Saturday, 3 October 2009

It’s existential, honey…and it tastes good, too.

 

The picture below is my response to an irresistible challenge initiated by the highly original and accomplished artist, Susan Sanford of Art Spark Theatre fame. Susan’s challenge was to complete her drawing seen here, and then to link back to her site when done. Do whizz over to Art Spark Theatre to see other participant’s entries, or to take up the challenge yourselves!

woman.artspark

 

Alice.cookb

My mother gave me this Penguin edition back in 1978.  Incidentally, it contains a recipe for Hashish Fudge ("obtaining the cannabis may present certain difficulties...").  The cover is a painting by Matisse. 

Originally published in 1954, the Alice B. Toklas Cook Book is a culinary memoir of Stein and Toklas’ life together, from the salon years, hosting the era’s artistic and literary elite in their famous Paris apartment at 27 Rue de Fleurus, through to the years when France was occupied by the Nazis.

Toklas's rich mixture of menus and memories of meals shared with such famous friends as Wilder, Picasso and Hemingway is truly a literary and culinary treasure. I love it, and I’m sure you would too!

Here, with an amusing except from the book, is what I made for supper with friends last night:

Chapter 4 – Murder in the Kitchen

“Many times I held the thought to kill a stupid or obstinate cook, but as long as the thought was held, murder was not committed.  Then a gay and enchanting Austrian came to cook for Gertrude Stein and me.  He was a perfect cook.  Quietly and expeditiously Kasper, as I shall call him, prepared the most intricate and complicated dishes for us, nothing was too much trouble for him to undertake.  He would make us ice cream in individual moulds in the form of eggs on a nest of coloured spun sugar.  He delighted in making cakes that represented objects appropriate to each person;  a book for Gertrude Stein, a rose for Sir Francis Rose, a peacock for a very vain young artist and a little dog for me.  He used to receive the visits of an extremely pretty young girl, Lili, who looked as if she had stepped out of an Offenbach opera.  Gertrude Stein and I were delighted with them……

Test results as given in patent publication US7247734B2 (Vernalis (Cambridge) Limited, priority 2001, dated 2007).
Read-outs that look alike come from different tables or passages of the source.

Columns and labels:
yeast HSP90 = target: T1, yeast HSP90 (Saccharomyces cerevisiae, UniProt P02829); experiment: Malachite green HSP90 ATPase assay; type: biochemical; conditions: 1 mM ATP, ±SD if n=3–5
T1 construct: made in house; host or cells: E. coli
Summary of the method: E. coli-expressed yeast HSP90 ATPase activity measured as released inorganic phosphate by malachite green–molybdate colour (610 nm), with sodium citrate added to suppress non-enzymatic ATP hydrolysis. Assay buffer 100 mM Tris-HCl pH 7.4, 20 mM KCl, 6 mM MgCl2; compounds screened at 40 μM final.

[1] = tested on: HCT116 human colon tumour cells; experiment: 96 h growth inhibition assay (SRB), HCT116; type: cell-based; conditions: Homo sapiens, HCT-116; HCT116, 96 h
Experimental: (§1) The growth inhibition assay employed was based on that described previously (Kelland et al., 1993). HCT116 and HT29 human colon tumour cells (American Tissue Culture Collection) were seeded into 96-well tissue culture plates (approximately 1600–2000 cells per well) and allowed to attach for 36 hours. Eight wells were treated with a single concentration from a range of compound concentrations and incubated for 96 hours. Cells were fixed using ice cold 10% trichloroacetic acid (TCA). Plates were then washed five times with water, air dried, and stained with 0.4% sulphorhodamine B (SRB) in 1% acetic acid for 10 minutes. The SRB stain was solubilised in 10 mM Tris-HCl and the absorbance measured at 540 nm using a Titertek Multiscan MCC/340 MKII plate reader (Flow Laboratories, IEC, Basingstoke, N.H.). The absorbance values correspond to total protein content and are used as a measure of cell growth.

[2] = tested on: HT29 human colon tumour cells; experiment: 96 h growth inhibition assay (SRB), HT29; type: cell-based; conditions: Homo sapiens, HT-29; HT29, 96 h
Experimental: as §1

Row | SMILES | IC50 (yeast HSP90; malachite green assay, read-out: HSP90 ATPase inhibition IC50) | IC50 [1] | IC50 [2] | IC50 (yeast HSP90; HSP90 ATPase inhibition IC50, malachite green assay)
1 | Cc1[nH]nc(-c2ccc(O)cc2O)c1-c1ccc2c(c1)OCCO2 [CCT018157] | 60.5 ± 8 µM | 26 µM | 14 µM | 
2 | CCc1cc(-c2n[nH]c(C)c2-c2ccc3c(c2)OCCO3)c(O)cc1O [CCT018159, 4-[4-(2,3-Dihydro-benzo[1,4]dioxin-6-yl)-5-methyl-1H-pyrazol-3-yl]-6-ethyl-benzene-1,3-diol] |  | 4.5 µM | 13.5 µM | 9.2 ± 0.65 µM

Gradually Kasper began to confide in me.  Life was not as happy for him has it had been.  In the beginning there was only his fiancé Lili, his angel, but now there was a second, a she-devil, who wanted him to marry her and who was threatening to kill him if he didn’t.  He continued to cook most desirably despite his  torment…..

One afternoon as Gertrude Stein and I were coming home, someone came out of our front door and passed in the courtyard.  She had small snappy dark eyes.  “The devil?”  Gertrude Stein enquired.  “Presumably,” I answered.”

To cut a long and rather pedantic (but very amusing) story short, Kasper continued to see his devil-woman at the same time as wooing Lili, but gradually the deception drove him to drink and “a resultant madness”.   Alice and Gertrude were no longer able enjoy his perfect culinary skills so rather than murdering him, Alice paid him his wages and summarily dismissed him.  The last meal he cooked for them before his alcoholic downfall was the justly famous Gypsy Goulash.  Here, for your edification and delight, is Miss Toklas’ recipe.  (It is truly scrumptious, believe me. You’ll be dancing a wild fandango after eating this!)

GYPSY GOULASH